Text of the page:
WASHINGTON (B)--ConAgra has confirmed that it is removing 1.45 million pounds of corn flour, meal and grits from the U.S. market because the corn tested positive for non-approved StarLink, but says that the product withdrawal is not a recall because the products were intended for food processors, and not for U.S. consumers. According to a ConAgra spokeswoman, U.S. law defines a recall as pertaining to final consumer products destined for supermarket shelves, and not unfinished goods such as flour and meal destined for further processing.
According to Karen Savinski, spokeswoman for ConAgra, the company issued the withdrawal order on Oct. 17--and not Oct. 4, as FDA reported--after a tip that someone might have sold some StarLink corn to their Atchison, KS, corn mill.
Subsequent tests of corn for StarLink were positive, Savinski told BridgeNews, and the company temporarily halted its production lines in mid-October in order to deal with the situation.
"We are doing everything we to do make sure that StarLink is not in our products," Savinski said. "No products produced in Atchison were sent to consumers."
The company has increased testing of all incoming corn and has resumed production at it Atchison facility on Oct. 24, Savinski said.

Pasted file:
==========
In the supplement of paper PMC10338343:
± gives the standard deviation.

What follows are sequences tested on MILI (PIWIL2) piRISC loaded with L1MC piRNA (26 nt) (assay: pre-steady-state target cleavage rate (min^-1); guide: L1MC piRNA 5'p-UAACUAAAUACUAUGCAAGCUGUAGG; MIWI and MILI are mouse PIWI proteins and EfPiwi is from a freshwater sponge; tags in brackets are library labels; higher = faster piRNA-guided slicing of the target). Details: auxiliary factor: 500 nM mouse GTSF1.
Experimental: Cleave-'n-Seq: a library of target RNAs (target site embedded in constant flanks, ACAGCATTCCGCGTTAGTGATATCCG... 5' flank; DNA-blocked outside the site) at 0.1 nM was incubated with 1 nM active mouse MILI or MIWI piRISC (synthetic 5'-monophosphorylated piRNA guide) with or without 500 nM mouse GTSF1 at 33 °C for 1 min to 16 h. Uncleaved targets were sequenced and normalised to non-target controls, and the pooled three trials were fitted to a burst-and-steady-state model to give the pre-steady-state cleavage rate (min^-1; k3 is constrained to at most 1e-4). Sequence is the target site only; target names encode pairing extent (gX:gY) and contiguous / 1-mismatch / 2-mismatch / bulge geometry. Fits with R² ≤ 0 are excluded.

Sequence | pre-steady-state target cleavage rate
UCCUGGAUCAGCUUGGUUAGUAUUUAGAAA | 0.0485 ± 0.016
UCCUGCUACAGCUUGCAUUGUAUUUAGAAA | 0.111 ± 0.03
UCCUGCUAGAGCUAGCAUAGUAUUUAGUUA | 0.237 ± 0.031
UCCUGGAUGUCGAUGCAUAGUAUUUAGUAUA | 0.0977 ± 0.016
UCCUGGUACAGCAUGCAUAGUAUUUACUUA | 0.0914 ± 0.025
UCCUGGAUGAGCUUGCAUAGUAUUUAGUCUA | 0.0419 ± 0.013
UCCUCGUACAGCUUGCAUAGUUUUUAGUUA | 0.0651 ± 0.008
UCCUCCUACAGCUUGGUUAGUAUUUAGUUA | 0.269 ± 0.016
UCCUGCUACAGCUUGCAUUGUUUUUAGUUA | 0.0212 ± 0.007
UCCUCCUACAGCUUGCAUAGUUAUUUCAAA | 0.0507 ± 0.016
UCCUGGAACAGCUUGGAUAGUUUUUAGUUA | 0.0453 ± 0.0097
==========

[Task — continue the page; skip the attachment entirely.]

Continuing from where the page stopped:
Savinski said she did not know if any of the withdrawn corn products were intended for export. The 1.45 million pounds of meal and flour represent about one-day's production at the Atchison corn mill, she said.
BridgeNews reported the FDA announcement Nov. 16.
StarLink is a type of genetically altered Bt corn that use genes from the Bacillus thuringiensis to produce insect repellent proteins. EPA only allowed StarLink to be used for animal feed, corn plastics and ethanol because the insect-repellent protein bears some similarities to known food allergens.
After taco shells containing StarLink DNA were found in the U.S., Aventis agreed to withdraw the license for StarLink corn following the harvest of the 2000 corn crop. Several food companies in the United States and Japan have recalled yellow corn products in the wake of the discovery.